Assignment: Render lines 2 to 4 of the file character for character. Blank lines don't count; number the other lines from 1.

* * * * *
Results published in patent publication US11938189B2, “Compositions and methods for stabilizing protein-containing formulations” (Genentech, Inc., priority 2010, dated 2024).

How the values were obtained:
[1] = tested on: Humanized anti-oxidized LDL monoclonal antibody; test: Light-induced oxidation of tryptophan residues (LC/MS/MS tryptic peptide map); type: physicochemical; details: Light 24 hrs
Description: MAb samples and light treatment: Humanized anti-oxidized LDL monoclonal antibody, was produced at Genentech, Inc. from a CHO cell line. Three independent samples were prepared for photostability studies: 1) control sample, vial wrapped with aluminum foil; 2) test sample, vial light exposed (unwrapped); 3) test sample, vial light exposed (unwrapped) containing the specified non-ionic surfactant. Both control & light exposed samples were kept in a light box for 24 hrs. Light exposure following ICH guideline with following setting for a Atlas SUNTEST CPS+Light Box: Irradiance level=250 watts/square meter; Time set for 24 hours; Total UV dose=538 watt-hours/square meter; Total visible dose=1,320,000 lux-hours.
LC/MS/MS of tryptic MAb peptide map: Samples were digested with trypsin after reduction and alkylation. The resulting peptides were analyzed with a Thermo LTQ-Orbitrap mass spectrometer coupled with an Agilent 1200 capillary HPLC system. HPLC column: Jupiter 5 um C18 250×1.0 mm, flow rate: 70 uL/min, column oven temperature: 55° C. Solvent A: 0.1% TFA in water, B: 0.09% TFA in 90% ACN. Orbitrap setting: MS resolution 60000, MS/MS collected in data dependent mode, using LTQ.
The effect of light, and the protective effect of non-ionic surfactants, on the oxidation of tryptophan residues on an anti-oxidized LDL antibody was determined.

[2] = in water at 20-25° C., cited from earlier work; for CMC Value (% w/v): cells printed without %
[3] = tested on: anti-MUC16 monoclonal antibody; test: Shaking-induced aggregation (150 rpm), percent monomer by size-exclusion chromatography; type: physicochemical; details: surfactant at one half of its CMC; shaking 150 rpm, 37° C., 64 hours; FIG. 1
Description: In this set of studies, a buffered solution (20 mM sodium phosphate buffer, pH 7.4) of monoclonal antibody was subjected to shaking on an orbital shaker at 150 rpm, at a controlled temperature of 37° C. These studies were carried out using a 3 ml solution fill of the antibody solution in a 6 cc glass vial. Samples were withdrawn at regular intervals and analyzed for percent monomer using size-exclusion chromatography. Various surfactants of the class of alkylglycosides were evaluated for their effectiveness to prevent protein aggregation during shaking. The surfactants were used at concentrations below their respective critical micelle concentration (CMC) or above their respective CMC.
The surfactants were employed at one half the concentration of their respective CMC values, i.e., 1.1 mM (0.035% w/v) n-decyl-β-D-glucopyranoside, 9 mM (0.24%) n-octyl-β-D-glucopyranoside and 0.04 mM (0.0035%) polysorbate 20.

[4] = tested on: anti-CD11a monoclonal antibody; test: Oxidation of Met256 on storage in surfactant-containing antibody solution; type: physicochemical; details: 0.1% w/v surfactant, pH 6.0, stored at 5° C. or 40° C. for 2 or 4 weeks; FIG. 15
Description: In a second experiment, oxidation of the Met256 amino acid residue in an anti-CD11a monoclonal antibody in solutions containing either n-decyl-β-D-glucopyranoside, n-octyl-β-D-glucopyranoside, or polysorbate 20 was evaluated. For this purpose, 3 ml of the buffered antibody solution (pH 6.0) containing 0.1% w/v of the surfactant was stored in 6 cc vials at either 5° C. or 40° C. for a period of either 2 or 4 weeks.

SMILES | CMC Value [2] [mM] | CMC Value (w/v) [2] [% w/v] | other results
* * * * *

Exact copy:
How the values were obtained:
[1] = tested on: Humanized anti-oxidized LDL monoclonal antibody; test: Light-induced oxidation of tryptophan residues (LC/MS/MS tryptic peptide map); type: physicochemical; details: Light 24 hrs
Description: MAb samples and light treatment: Humanized anti-oxidized LDL monoclonal antibody, was produced at Genentech, Inc. from a CHO cell line. Three independent samples were prepared for photostability studies: 1) control sample, vial wrapped with aluminum foil; 2) test sample, vial light exposed (unwrapped); 3) test sample, vial light exposed (unwrapped) containing the specified non-ionic surfactant. Both control & light exposed samples were kept in a light box for 24 hrs. Light exposure following ICH guideline with following setting for a Atlas SUNTEST CPS+Light Box: Irradiance level=250 watts/square meter; Time set for 24 hours; Total UV dose=538 watt-hours/square meter; Total visible dose=1,320,000 lux-hours.